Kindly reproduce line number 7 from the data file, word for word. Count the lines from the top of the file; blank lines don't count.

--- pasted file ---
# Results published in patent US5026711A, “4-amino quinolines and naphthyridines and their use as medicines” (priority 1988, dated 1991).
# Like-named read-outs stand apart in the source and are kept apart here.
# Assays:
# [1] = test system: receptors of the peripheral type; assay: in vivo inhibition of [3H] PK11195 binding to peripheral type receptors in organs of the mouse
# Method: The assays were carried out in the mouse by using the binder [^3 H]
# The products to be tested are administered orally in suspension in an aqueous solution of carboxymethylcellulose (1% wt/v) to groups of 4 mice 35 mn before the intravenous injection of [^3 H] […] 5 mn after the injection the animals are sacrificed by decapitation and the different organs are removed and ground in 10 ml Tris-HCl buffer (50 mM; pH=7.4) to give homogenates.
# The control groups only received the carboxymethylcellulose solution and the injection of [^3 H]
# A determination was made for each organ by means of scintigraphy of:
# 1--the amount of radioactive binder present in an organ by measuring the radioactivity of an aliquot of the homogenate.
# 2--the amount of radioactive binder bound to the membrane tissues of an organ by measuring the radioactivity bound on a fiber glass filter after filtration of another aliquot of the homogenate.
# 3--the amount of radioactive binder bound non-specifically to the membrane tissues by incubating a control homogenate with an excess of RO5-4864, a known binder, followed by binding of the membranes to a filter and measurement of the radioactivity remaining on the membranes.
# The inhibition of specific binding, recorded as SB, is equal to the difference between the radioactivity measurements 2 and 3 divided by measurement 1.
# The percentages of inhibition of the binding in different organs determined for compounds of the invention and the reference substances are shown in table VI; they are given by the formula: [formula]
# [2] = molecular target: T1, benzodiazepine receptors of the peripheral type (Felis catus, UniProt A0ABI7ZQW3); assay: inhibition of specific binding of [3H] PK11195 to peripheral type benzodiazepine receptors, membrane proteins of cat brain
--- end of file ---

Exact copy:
# The control groups only received the carboxymethylcellulose solution and the injection of [^3 H]